Wethersfield Evangelical Free Church

by Robert F. Deasy Jr.

[For those unfamiliar, following is a brief history of the Evangelical Free Church of America (EFCA) as told on the website of Christ Community Church of Sioux City, Iowa. (http://christccevfree.org/bic/section3.pdf)

 By the mid 1800s many believers in the Lutheran church of Sweden, Norway, and Denmark were becoming dissatisfied because of the dominance of the state over the church and what they perceived as the “deadness” of its services, i.e. their lack of spiritual life or vitality. A grassroots movement began in which people sought to return to the Bible and have an experience with God that touched their hearts as well as their heads. Believers began to develop unofficial and informal gatherings within the larger state church. When the state church authorities pressured them to abandon their ways or withdraw from the established church. They chose to withdraw and began establishing “Free Churches” – i.e. churches which were “free” from the control of the state (Lutheran) church.

 A few years after this movement began these Scandinavian people started coming to the United States. And in 1884 two different free church bodies were formed: The Swedish Evangelical Free Church began in Boone, IA and The Danish -Norwegian Evangelical Free Church Association began in Boston, MA. In 1950 these two groups combined to form the Evangelical Free Church of America (EFCA) in Minneapolis, MN.

 At that time they had a combined total of 275 churches in the U.S. and Canada. Today there are about 1,300 E-Free churches in the U.S. alone.

 A more detailed account of the history and theology of the Evangelical Free Church can be found at: http://www.naha.stolaf.edu/pubs/nas/volume28/Nor-Am Studies Vol 28 Article Four.pdf?   WHS]

Remember Our Beginnings

During the summer of 1888 Mr. Lars Haubro, New Haven, CT., started a missionary work among the Danish people in Hartford consisting of weekly meetings in the families’ homes. In October, the Revered N.C. Christensen from Bridgeport came to Hartford. Under his leadership, the small group of believers was organized and called the “Scandinavian Evangelical Free Mission.”

From individual homes, they held public worship services Thursday evenings at 97 Asylum Street in Hartford, the home of the “Swedish Friends.” The Swedish Friends moved to larger quarters in May 1891 and sold the inventory of 165 chairs and a table to the Mission. The Mission continued to use the hall for a rental fee of $8 per month. In October 1893, the Mission’s first constitution was written and adopted. Later that year, the Mission moved to Pearl Street in Hartford.

In the spring of 1894, the Mission moved again to the YMCA building in Hartford. That fall, the Mission joined the Eastern Evangelical Free Church Association.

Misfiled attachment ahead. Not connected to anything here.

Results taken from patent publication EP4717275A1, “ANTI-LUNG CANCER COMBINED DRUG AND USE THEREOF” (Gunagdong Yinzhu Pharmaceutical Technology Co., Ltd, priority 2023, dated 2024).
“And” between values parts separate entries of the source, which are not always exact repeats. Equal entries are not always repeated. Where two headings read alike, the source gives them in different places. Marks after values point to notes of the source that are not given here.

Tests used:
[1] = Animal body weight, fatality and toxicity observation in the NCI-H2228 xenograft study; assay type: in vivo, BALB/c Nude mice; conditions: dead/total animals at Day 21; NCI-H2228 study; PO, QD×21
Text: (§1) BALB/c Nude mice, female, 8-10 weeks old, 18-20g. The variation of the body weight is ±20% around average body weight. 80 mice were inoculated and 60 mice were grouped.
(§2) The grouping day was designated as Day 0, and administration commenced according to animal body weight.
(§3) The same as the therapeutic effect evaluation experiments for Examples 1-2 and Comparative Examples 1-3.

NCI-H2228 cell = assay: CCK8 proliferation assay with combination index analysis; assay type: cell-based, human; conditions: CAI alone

In the late 1890’s John Christensen, from one of the seven charter families, was called to the mission field (Venezuela). He was our first missionary. His niece, Miss Carrie Mochau, for whom our missionary scholarship is named, followed in his footsteps, as a missionary as well.

In 1904 the Mission changed its name to the Danish Evangelical Free Church of Hartford. August that year the church was incorporated under the laws of the State of Connecticut

During 1905, the church bought the lot at 170 Benton Street in Hartford for $500. Early 1906, construction began and the cornerstone was laid on September 16, 1906. On April 14, 1907 the church was dedicated. During 1934, the church’s constitution and by-laws were translated into English and adopted in 1935. In 1938 the church voted to change their name again to the ”Evangelical Free Church of Hartford.”

January 1960 saw the church purchase property at 495 – 511 Maple Street, Wethersfield, CT and on February 12, 1961. Dr. Arnold Olsen, President of the Evangelical Free Church of America, dedicated the church and the church family as the Wethersfield Community Church – “an Evangelical Free Church.”

1988 saw our name change again to “Wethersfield Evangelical Free Church.”

Our Pastors: 1888 – today: N.C. Christensen (1888), Carl Hansen (1891), A.C. Christensen (1893), S.K. Didriksen (1894), Gabriel Nelson (1904), John Kjobness (1912), C. Kjeldgaard (1914), A. Handle (1919), Carl Berg (1919), N.L. Larsen (1920),,,, A.C. Anderson (1946), Arnold Olsen (1958),Lester Nelson (1962), Jackson Derby (1968), R. Christiansen (1970), Fredolf Anderson (1974), Ves Sheeley (1981), Ross Morrison (1995), Scott Solberg (2003).

About the Author: Robert E. Deasy Jr.

(Please click on each photo for a larger version.)

1889-1893 Scandinavian Evangelical Free Mission - 97 Asylum St

1889-1893 Scandinavian Evangelical Free Mission – 97 Asylum St

1894 Scandinavian Evangelical Free Mission

1894 Scandinavian Evangelical Free Mission

City Mission Pearl Street - 1907

City Mission Pearl Street – 1907

Cornerstone Ceremony 1906

Cornerstone Ceremony 1906

Benton St Construction

Benton St. Construction

Benton St. Construction

Benton St. Construction

Benton St. Construction

Benton St. Construction

Benton St. Construction

Benton St. Construction

Benton St. Construction

Benton St. Construction

Benston Street Sanctuary - 1907

Benton Street Sanctuary – 1907

Benton Street Sunday Schoo l-1935-1938

Benton Street Sunday School -1935-1938

Benton St 1935-38

Benton St 1935-38

Benton St. 1935

Benton St. 1935

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2015

 

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